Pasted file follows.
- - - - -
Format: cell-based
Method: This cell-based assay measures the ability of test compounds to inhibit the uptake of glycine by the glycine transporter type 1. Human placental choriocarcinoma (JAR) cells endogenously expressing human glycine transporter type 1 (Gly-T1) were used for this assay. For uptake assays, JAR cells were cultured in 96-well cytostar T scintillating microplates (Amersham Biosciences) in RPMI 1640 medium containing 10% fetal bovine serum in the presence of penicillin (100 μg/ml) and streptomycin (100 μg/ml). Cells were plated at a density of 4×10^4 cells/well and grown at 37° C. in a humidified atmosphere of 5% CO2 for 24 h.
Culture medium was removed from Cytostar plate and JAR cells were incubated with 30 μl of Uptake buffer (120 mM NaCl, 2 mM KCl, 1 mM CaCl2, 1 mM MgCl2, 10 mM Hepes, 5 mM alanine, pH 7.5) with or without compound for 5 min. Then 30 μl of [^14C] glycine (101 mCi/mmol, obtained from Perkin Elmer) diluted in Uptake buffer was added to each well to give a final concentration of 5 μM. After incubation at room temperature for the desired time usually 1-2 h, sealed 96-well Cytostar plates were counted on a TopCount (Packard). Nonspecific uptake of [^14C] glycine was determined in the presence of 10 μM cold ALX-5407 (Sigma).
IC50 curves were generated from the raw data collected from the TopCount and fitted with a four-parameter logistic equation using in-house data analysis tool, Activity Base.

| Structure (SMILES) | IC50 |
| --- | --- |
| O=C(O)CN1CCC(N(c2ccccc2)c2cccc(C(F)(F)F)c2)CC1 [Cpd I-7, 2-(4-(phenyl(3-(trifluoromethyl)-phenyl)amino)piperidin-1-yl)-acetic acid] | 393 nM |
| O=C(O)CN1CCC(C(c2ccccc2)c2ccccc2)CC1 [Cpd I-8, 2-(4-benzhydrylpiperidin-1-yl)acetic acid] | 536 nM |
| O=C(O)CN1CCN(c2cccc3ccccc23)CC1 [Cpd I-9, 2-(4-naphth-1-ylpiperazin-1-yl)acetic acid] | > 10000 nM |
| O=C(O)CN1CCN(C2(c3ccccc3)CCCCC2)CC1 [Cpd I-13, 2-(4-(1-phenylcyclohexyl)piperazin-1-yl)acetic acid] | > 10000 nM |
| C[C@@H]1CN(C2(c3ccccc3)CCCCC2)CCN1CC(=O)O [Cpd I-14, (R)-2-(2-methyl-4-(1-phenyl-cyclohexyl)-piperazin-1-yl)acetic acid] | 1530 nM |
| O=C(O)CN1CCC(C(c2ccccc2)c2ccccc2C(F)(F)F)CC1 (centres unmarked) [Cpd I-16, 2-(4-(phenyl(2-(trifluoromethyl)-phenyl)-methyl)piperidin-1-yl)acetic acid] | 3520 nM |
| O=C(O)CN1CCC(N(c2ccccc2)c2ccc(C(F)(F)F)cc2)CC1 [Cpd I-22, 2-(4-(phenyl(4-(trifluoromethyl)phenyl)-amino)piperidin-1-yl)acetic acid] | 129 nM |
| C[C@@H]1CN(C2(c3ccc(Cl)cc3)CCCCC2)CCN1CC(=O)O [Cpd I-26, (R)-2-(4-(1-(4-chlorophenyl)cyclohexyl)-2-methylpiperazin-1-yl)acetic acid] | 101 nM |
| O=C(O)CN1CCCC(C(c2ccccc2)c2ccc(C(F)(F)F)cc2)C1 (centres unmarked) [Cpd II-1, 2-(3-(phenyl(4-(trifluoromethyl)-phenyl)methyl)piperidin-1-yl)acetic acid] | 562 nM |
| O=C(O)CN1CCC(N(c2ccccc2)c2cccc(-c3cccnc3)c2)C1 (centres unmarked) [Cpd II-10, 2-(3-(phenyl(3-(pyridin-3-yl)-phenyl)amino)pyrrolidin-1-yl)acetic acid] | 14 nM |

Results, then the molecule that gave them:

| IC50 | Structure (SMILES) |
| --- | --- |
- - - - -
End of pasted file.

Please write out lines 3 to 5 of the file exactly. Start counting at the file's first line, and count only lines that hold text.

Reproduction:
Culture medium was removed from Cytostar plate and JAR cells were incubated with 30 μl of Uptake buffer (120 mM NaCl, 2 mM KCl, 1 mM CaCl2, 1 mM MgCl2, 10 mM Hepes, 5 mM alanine, pH 7.5) with or without compound for 5 min. Then 30 μl of [^14C] glycine (101 mCi/mmol, obtained from Perkin Elmer) diluted in Uptake buffer was added to each well to give a final concentration of 5 μM. After incubation at room temperature for the desired time usually 1-2 h, sealed 96-well Cytostar plates were counted on a TopCount (Packard). Nonspecific uptake of [^14C] glycine was determined in the presence of 10 μM cold ALX-5407 (Sigma).
IC50 curves were generated from the raw data collected from the TopCount and fitted with a four-parameter logistic equation using in-house data analysis tool, Activity Base.

| Structure (SMILES) | IC50 |